It has been found in a further embodiment that the spacing of individual wire elements in a layer can be advantageously varied. X-ray detectors may have a different resolution so that, for example, a coarse resolution may occur in the edge zone of the X-ray detector and hence also in the edge zone of the anti-scatter grid. To this end, the wire elements in the edge zones should be situated at a distance from one another which is larger than the distance in the central zone in which the resolution of the X-ray detector is highest.
The arrangement of a plurality of successive layers with the same orientation of the wire elements offers the advantage that scattered radiation is absorbed for all angles of incidence. In the case of a regularly constructed grid, in which the orientation of the wire elements changes regularly, scattered radiation of a given angle of incidence could traverse the grid through the gaps present between the wire elements of the individual layers. When a given regularity in the orientation of the grid is avoided, accidental passage of scattered radiation of a given angle of incidence is precluded.
In order to ensure that the individual layers can be suitably stacked, the wire elements can be embedded in a synthetic material which is transparent to X-rays in such manner that each layer has plane surfaces. The thickness of the layers, however, should not exceed the diameter or the cross-sectional dimensions of the wire elements. The layers of wire elements can also be immersed in a liquid X-ray transparent auxiliary material without filled layers being formed. The grid is removed from the auxiliary material before this material hardens. The wire elements are thus bonded together. It has been found that a round cross-section of the wire elements is particularly attractive for such bonding of the wire elements, because the area of contact between the wire elements is particularly small so that a suitable bond can be formed. When the wire elements are welded or soldered together, a square or polygonal cross-section may be advantageous, because more material and hence more surface area is then available for bonding.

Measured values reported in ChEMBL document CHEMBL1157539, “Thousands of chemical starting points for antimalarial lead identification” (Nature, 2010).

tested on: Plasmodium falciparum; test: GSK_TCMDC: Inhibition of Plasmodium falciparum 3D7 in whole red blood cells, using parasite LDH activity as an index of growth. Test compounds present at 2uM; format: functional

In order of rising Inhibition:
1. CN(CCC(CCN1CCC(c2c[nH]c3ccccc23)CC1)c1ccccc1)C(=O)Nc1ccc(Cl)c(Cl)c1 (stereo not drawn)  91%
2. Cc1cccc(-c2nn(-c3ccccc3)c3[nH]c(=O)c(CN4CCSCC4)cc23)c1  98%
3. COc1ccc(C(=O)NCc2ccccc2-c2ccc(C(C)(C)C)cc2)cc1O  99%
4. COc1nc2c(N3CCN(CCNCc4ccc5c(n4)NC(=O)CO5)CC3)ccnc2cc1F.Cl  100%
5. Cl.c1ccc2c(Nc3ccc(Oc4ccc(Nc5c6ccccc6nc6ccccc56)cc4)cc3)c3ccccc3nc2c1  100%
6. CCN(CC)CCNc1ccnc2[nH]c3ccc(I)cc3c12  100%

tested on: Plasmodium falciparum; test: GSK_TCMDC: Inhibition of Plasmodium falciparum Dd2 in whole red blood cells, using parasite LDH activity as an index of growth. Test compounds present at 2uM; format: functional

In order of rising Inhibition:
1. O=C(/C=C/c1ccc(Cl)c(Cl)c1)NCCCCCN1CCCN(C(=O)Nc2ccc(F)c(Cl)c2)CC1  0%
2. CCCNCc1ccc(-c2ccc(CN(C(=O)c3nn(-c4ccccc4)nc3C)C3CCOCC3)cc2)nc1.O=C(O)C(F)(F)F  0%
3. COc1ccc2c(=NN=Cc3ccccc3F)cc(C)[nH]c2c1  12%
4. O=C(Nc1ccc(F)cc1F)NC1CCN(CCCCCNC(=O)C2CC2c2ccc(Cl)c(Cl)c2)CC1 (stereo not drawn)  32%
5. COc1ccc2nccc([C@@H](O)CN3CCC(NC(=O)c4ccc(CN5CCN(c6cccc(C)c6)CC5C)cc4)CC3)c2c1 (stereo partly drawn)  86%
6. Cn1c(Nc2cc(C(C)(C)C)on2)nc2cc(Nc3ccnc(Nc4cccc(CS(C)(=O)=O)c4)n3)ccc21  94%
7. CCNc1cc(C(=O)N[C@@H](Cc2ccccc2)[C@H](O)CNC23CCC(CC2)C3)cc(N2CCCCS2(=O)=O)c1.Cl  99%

The high stability and the low tendency to oscillation of the resultant anti-scatter grid are particularly advantageous in an embodiment of the anti-scatter grid according to the invention. The flexibility in adapting the anti-scatter grid to the resolution of the X-ray detector also appears to be a major advantage over other scattered radiation absorbers.
The object is also achieved by means of an X-ray examination apparatus which includes an X-ray detector in which the anti-scatter grid and/or the scintillator arrangement includes layers of wire elements that are spaced apart.